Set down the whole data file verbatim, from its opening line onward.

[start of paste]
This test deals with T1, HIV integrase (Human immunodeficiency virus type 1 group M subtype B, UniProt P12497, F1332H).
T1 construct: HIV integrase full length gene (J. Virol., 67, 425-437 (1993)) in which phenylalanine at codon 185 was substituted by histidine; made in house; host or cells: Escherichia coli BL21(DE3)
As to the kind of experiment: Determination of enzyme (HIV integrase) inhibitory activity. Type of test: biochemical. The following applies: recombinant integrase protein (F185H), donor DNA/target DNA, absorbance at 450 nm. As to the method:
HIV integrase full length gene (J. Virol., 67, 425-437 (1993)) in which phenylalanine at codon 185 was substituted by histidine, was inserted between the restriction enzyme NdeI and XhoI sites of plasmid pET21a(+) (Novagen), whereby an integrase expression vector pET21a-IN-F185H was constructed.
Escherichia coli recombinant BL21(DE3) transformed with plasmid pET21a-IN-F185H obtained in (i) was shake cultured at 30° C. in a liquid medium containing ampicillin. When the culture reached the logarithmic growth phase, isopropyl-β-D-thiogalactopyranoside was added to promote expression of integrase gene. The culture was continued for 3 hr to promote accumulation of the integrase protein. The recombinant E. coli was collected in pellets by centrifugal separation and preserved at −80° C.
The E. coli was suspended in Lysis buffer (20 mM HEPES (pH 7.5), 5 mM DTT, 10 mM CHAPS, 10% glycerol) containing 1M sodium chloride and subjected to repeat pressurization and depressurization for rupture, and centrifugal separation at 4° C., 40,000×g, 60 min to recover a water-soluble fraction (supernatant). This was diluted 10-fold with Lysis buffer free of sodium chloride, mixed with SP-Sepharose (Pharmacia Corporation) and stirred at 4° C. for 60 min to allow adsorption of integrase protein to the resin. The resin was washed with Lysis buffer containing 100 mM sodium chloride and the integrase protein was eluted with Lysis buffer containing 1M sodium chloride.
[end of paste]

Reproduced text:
This test deals with T1, HIV integrase (Human immunodeficiency virus type 1 group M subtype B, UniProt P12497, F1332H).
T1 construct: HIV integrase full length gene (J. Virol., 67, 425-437 (1993)) in which phenylalanine at codon 185 was substituted by histidine; made in house; host or cells: Escherichia coli BL21(DE3)
As to the kind of experiment: Determination of enzyme (HIV integrase) inhibitory activity. Type of test: biochemical. The following applies: recombinant integrase protein (F185H), donor DNA/target DNA, absorbance at 450 nm. As to the method:
HIV integrase full length gene (J. Virol., 67, 425-437 (1993)) in which phenylalanine at codon 185 was substituted by histidine, was inserted between the restriction enzyme NdeI and XhoI sites of plasmid pET21a(+) (Novagen), whereby an integrase expression vector pET21a-IN-F185H was constructed.
Escherichia coli recombinant BL21(DE3) transformed with plasmid pET21a-IN-F185H obtained in (i) was shake cultured at 30° C. in a liquid medium containing ampicillin. When the culture reached the logarithmic growth phase, isopropyl-β-D-thiogalactopyranoside was added to promote expression of integrase gene. The culture was continued for 3 hr to promote accumulation of the integrase protein. The recombinant E. coli was collected in pellets by centrifugal separation and preserved at −80° C.
The E. coli was suspended in Lysis buffer (20 mM HEPES (pH 7.5), 5 mM DTT, 10 mM CHAPS, 10% glycerol) containing 1M sodium chloride and subjected to repeat pressurization and depressurization for rupture, and centrifugal separation at 4° C., 40,000×g, 60 min to recover a water-soluble fraction (supernatant). This was diluted 10-fold with Lysis buffer free of sodium chloride, mixed with SP-Sepharose (Pharmacia Corporation) and stirred at 4° C. for 60 min to allow adsorption of integrase protein to the resin. The resin was washed with Lysis buffer containing 100 mM sodium chloride and the integrase protein was eluted with Lysis buffer containing 1M sodium chloride.